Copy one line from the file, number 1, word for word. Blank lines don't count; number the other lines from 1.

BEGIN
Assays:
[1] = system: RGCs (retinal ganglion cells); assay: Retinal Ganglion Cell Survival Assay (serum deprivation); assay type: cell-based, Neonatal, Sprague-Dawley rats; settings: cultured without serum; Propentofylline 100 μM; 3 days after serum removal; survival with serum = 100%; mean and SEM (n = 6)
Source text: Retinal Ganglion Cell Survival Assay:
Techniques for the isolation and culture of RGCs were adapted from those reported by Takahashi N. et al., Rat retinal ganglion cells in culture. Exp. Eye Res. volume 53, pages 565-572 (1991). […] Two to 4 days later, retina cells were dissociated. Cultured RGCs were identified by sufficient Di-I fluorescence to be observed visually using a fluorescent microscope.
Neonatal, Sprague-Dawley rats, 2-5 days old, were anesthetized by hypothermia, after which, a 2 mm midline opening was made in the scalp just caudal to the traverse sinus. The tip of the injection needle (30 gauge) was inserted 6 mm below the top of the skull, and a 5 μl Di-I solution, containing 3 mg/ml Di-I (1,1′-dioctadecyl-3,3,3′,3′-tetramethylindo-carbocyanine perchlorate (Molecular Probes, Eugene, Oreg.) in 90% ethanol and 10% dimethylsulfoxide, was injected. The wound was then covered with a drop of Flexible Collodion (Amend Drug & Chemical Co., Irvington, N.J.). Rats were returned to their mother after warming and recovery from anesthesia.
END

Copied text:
Assays: